An official Hizbullah delegation, headed by Lebanese MP Mohammad Ra’ad, arrived in Moscow for a three-day visit at the Russian Foreign Ministry’s invitation. Hizbullah representatives met with Russian Foreign Minister Sergei Lavrov, his deputy, Mikhail Bogdanov, President Putin’s representative to the Middle East, the national security adviser, and members of the Douma, Russia’s parliament.
Russia is seeking to find a solution to Lebanon’s political crisis, which is preventing the formation of a permanent government in Beirut. It threatens the disintegration of the checks and balances underlying Lebanon’s sectarian government system that has existed since 1943.
In the background, the Lebanese economy is collapsing. The Central Bank, which has lost its ability to stabilize the local currency exchange rate, has already crossed the 15,000 Lebanese lira rate per U.S. dollar, losing 90 percent of its value since October 2019. The devastating living conditions in Lebanon have already led to angry demonstrations in Beirut that threaten the stability of the Lebanese state.
At the same time, Hizbullah operates an alternative governmental system separate from the central government in Beirut. It includes an independent economic system, including Hizbullah banks with ATMs; a health system that provides a partial solution to the state’s inability to cope with the coronavirus pandemic; an independent educational system, which includes kindergartens, elementary and secondary schools; a scouts frameworks; and a system of 32 hawzat (religious studies seminaries) and welfare institutions throughout Lebanon. Funding for this all-encompassing system is estimated at $1 billion a year, and funds continue to come from Iran despite the imposed economic sanctions. In the words of Hizbullah’s Secretary-General Hassan Nasrallah himself: “as long as Iran has money, we have money… Just as we receive the rockets that we use to threaten Israel, we are receiving our money.”1
Iran’s maintenance of Hizbullah in Lebanon does not come from any altruistic goal of supporting the Shi’ite community. Large parts of the community are faithful to the theological principle of Velâyat-e Faqih, which views the Iranian Supreme Leader Ali Khamenei as their political and religious guardian and Hassan Nasrallah as his representative in Lebanon.
Iran’s Expanding Footprint in Lebanon
Since the outbreak of the uprising in Syria a decade ago, Iran has increased its involvement in Hizbullah’s affairs. Hassan Nasrallah was forced to comply with Iranian al-Quds Force commander Gen. Qassem Soleimani’s orders and send more than 8,000 fighters to fight rebels in Syria. More than 2,000 Hizbullah fighters returned in coffins, and twice as many were wounded in the fighting.
When the commander of Hizbullah forces in Syria, Mustafa Badreddine, expressed reservations about Hizbullah’s continued participation in the war in Syria, he was eliminated by Qassem Soleimani with Hassan Nasrallah’s consent. The picture of Mustafa Badreddine, one of Hizbullah’s most important commanders, does not stand together with pictures of Hizbullah’s military commanders at the rallies of the “Day of The Martyred Commanders” alongside Ragheb Harb, Abbas al-Musawi, and Imad Mughniyeh.
Hassan Nasrallah is aware of the weight of responsibility Iran places on his shoulders. The collapse of the central government in Beirut, together with the dysfunction of the government and economic systems, transformed Lebanon from a failed state to a Hizbullah state, where Hizbullah’s alternative system is fully backed by Iran.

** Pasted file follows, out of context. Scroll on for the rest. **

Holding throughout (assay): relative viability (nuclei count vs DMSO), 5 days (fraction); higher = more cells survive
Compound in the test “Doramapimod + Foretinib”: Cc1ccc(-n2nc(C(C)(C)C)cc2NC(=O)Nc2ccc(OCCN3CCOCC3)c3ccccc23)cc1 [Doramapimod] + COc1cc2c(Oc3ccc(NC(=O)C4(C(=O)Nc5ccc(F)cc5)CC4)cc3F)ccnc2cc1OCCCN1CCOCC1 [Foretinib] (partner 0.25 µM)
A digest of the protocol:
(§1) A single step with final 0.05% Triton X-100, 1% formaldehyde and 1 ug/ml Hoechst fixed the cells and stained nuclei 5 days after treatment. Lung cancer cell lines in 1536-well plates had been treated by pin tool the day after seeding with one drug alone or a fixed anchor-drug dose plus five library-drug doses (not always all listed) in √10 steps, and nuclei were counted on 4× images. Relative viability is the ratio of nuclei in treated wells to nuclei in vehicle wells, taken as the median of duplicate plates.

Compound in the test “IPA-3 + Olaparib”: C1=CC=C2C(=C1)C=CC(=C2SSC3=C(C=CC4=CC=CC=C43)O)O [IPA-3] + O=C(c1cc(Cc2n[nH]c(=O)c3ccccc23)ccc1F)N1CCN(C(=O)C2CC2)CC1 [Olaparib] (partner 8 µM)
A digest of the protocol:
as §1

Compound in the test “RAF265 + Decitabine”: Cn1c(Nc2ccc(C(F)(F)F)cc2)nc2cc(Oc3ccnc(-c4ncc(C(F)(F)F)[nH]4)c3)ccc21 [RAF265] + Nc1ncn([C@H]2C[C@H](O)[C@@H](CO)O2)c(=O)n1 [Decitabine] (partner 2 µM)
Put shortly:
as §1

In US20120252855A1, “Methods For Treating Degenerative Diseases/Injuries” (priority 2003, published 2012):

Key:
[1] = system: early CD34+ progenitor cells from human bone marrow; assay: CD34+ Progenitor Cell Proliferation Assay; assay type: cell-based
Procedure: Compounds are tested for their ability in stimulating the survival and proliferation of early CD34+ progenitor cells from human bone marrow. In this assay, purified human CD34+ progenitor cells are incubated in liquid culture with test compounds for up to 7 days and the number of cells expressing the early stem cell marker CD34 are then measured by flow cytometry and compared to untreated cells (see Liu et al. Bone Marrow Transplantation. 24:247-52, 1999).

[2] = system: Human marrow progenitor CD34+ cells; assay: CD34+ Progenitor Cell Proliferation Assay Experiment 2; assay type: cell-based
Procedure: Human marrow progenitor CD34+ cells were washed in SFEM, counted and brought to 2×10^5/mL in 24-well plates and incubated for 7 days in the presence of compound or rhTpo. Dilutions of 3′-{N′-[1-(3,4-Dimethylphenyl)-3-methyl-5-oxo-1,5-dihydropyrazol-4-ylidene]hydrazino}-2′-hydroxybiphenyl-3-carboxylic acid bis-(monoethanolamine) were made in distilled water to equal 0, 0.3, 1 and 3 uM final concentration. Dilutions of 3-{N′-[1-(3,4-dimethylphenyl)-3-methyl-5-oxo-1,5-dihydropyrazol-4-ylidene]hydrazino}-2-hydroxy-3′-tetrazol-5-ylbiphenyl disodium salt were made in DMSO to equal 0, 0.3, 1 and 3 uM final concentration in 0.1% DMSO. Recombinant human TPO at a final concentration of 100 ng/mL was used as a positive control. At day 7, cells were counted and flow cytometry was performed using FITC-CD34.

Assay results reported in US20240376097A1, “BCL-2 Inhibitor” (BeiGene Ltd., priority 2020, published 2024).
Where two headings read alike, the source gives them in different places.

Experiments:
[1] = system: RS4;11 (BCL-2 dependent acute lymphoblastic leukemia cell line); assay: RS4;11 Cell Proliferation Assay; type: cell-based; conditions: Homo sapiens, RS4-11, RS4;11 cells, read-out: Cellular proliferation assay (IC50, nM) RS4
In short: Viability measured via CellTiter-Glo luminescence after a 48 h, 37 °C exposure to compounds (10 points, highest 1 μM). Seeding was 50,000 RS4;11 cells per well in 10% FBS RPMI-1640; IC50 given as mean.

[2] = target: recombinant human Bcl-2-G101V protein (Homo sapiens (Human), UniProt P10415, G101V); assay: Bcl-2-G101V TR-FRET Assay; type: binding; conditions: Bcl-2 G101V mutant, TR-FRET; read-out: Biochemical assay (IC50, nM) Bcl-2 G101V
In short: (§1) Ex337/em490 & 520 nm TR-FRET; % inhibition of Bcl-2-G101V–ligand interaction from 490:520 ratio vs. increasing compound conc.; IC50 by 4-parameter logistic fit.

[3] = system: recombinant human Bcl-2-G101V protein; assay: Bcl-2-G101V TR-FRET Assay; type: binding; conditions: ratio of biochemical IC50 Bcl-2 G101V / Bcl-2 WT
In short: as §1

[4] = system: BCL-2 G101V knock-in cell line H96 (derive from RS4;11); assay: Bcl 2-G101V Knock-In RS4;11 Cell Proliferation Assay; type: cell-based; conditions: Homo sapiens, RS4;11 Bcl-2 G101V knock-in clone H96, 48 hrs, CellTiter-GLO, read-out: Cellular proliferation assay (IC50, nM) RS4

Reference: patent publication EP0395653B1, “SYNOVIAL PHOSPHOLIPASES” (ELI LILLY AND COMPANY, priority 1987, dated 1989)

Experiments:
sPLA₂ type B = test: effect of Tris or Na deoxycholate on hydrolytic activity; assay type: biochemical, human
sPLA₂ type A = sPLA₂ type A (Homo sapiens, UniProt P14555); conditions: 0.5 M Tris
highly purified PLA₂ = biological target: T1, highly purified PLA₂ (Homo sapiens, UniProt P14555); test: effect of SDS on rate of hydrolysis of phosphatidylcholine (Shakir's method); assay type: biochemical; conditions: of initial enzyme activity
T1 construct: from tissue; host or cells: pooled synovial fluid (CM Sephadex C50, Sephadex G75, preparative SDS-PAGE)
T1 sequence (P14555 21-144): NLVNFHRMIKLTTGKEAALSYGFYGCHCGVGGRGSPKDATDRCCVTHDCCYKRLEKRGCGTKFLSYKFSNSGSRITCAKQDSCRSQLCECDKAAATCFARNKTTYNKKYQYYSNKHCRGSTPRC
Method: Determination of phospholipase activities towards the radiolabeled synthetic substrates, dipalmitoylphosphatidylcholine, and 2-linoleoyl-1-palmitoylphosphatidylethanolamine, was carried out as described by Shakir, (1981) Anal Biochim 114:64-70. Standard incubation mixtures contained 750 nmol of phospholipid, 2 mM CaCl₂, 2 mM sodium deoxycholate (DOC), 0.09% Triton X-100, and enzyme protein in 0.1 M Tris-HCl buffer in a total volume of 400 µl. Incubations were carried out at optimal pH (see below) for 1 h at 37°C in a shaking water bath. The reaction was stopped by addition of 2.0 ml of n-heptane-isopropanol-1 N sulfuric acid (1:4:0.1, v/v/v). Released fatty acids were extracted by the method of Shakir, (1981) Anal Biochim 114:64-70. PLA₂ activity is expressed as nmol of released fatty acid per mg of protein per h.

Hizbullah refrains from formally taking over the governing structure, and Hassan Nasrallah understands the far-reaching significance of seizing power at Lebanon’s presidential palace in Baabda. At this stage, Iran has geostrategic objectives that prevent it from realizing the vision of turning Lebanon into an Islamic republic as Ayatollah Khomeini commanded. Iran’s immediate goal is to take advantage of the window of opportunity opened by the Biden government and return to the nuclear agreement on Tehran’s terms.
However, the internal processes in Lebanon seem to be advancing at a faster rate than Iran and Hizbullah would like. In this situation, an extreme scenario may arise in which the Lebanese state will fall like a ripe fruit into the hands of Hizbullah, and Iran will realize its vision of taking over Lebanon. The scenarios present the following strategic options:
- Iran will bring warships into the port of Beirut and take it over. Take advantage of Hizbullah’s control of Beirut International Airport and use it as a military airfield for its own purposes. At the same time, it will establish a military airfield in Baalbek.
- Iran will send the Quds Force of the Revolutionary Guards from Iran and Syria to Lebanon’s Baalbek and Baqaa regions, which will serve as an umbrella for Afghani, Pakistani, Iraqi, and Yemeni Shi’ite militias, which will enter from Syria. These forces were previously invited by Nasrallah to participate in the next war against Israel.
- Hizbullah will threaten that any attacks on Iranian and Shiite forces in Lebanon will result in a response deep inside Israel by its missile arm.
- Hizbullah, with Iran’s support, will increase the production of precision warheads for long and medium-range missiles.
The scenario is extreme. However, given the continued deterioration of the situation in Lebanon, it can be realized, change the regional balance of power, and directly threaten Israel.
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